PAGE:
Ever since childhood, I’ve always loved the stories of King Arthur, of Merlin and the Lady of the Lake. I loved the tales of swords proclaiming kings, of beautiful and powerful women living on mysterious islands bestowing great gifts, of sorcerers and magicians that could both give rise to and destroy kingdoms. This love has never left me, though it has changed and developed the more I learn about these tales, and the land upon which I live.
One of the things that has always captured my imagination, and always will, is Glastonbury Tor. It is a wonderful place, a place of great beauty and incredible mystery. For me, it is one of the holiest places in Britain.
The landscape is unlike anything I’ve ever seen – rising out of the flat, drained Somerset levels is the Tor. From a certain angle it looks like a woman lying down. The Tor itself is a marvel, for carved into it are plateaus, in what appear to be a labyrinthine pattern rising to the summit. On autumn and spring mornings, often the mist obscures the ground, and the Tor rises out of mist – we could easily believe we have been transported back to the Avalon of old.
What is inside the Tor is equally fascinating – the White Spring. It is widely believed that inside the Tor is a large carvern, where the White Spring emerges, eventually making its way down into the town of Glastonbury. Old records mention of a time when a small hole appeared in the top of the hill, and when things were dropped down, it took a long time before a splash was heard. The White Spring was redirected and made inaccessible in the Victorian era, a large pumphouse created to supply the town and cutting off access to what was once a beautiful little spot where the spring emerged, calcifying everything around it, giving it a fey quality. Thankfully, in 2005 the White Spring Trust re-opened the disused pumphouse and has turned the small caverns, rooms and interiors into separate sites where one can once again pay tribute and honour the spirit of the White Spring.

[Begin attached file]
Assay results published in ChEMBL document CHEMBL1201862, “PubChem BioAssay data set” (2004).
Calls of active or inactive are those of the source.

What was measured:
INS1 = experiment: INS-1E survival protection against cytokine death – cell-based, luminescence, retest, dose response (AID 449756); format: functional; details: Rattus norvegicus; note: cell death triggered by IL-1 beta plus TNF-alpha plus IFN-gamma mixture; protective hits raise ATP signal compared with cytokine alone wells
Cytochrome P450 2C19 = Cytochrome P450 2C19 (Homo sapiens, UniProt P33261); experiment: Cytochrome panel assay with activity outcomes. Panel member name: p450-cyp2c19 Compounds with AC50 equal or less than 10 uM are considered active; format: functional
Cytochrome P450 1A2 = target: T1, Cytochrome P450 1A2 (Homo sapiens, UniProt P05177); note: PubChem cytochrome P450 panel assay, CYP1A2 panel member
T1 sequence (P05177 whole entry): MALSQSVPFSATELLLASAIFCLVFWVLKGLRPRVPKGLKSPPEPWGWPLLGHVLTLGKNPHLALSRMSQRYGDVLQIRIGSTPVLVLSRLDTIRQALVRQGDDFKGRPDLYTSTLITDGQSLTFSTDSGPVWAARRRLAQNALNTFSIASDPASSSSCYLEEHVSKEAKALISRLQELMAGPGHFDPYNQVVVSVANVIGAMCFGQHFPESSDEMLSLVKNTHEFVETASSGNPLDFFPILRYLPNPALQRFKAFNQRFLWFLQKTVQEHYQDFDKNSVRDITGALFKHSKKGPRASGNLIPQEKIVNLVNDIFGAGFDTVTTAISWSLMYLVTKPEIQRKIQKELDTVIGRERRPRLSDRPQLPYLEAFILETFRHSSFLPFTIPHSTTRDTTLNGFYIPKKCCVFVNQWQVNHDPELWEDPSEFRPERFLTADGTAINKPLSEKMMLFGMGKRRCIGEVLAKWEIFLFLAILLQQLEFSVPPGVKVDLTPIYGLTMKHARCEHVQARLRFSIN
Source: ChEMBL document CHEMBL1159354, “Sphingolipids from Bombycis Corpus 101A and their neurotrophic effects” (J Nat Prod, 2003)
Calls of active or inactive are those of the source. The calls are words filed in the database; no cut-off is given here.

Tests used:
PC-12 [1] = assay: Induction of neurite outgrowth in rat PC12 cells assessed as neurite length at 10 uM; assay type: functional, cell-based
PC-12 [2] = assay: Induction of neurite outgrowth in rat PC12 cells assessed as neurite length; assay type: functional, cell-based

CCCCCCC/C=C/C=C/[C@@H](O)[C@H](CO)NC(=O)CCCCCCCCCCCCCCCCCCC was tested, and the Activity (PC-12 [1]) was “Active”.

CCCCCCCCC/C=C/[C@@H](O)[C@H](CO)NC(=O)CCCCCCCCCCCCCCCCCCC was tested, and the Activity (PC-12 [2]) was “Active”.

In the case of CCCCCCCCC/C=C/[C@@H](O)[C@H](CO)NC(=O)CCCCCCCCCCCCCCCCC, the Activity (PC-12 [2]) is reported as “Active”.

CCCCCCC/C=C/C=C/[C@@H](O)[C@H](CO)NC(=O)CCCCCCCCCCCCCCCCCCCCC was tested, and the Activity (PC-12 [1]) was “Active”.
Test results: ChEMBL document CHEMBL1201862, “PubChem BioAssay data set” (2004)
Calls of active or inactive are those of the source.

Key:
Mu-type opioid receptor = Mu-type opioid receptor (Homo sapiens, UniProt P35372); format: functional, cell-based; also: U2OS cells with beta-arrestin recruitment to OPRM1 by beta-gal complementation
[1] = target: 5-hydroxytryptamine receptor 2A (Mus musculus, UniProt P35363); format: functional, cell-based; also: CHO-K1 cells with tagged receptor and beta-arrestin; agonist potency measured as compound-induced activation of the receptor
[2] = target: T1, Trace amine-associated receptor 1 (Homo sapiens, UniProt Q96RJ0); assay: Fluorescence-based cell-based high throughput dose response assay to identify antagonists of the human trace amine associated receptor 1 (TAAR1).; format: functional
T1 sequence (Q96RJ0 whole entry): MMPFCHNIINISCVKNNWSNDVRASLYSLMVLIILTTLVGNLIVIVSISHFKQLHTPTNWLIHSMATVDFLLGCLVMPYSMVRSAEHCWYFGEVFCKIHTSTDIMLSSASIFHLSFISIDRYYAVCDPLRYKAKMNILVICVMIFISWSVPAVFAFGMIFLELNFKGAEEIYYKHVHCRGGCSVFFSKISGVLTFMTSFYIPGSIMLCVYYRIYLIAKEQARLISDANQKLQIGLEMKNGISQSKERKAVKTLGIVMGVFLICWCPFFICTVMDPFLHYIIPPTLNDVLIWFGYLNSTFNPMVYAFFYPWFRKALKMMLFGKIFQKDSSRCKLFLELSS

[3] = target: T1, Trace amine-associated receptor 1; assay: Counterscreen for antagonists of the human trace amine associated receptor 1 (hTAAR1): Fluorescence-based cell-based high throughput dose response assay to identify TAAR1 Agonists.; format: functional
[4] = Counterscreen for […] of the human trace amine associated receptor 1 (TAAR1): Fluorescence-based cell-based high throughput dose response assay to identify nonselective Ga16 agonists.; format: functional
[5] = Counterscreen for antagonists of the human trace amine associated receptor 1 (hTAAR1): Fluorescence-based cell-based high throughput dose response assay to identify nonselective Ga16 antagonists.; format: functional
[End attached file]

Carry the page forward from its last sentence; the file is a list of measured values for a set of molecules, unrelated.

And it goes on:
Two monasteries or churches were built on the Tor in the Christian era – the first destroyed, I believe, due to the Tor itself shifting, causing the building to collapse. Was the previous pagan site revolting against this new religion? Or was it the sand and limestone ever shifting, finding a comfortable place to rest for the next 500 years?
All that is left on the Tor now is the tower, St Michael’s Tower. The rest of the building was destroyed in the Reformation. I both like and hate the tower atop the Tor – it looks beautiful, standing there all alone, a kind of spiritual trig mark; I hate the fact that anything mars the natural beauty of the Tor, and do think that the tower one day will also collapse, as nature reclaims her own.
Smaller hills surround the Tor, Chalice Hill and Wearyall Hill. Chalice Hill is said to the be source of the Red Spring, which flows down again like the White Spring to Glastonbury Town, and has the most beautiful gardens built around it. For a small fee, one can enter the gardens and see it in all its glory (unlike the White Spring, which is free). It was said that the Red Spring ran beneath a grove of Yew Trees, the iron rich water reflecting the blood red sap of the yew.
The Springs are perhaps the most significant thing about Glastonbury – White and Red, the colours of the Otherworld. From two separate yet very close sources, these two very different springs come down to Glastonbury and are separated by the smallest of distances – I’m certain that at one point they ran together, but now I believe a street is blocking the union of the two springs. Perhaps one day they will run together again.
The Tor, rising out of the watery levels, connected the Three Worlds of Land, Sea and Sky. The Red and White Spring issued forth from the fairy mound, the Gateway to the Otherworld. The labyrinth way to the summit of the Tor was the spiral of life. This is only a taste of the wonders that very special place – what a magical place!
Is it any wonder why I chose it at the setting for my latest book, The Isle of Apples?